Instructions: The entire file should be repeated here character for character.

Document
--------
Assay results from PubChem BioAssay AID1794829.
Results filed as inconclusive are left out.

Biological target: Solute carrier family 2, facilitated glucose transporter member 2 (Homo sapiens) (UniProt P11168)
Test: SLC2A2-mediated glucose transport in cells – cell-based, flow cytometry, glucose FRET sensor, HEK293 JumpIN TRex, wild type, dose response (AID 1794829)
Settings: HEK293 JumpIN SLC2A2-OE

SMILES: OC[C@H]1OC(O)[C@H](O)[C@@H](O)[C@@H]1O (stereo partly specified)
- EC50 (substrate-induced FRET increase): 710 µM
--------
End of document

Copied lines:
Assay results from PubChem BioAssay AID1794829.
Results filed as inconclusive are left out.

Biological target: Solute carrier family 2, facilitated glucose transporter member 2 (Homo sapiens) (UniProt P11168)
Test: SLC2A2-mediated glucose transport in cells – cell-based, flow cytometry, glucose FRET sensor, HEK293 JumpIN TRex, wild type, dose response (AID 1794829)
Settings: HEK293 JumpIN SLC2A2-OE

SMILES: OC[C@H]1OC(O)[C@H](O)[C@@H](O)[C@@H]1O (stereo partly specified)
- EC50 (substrate-induced FRET increase): 710 µM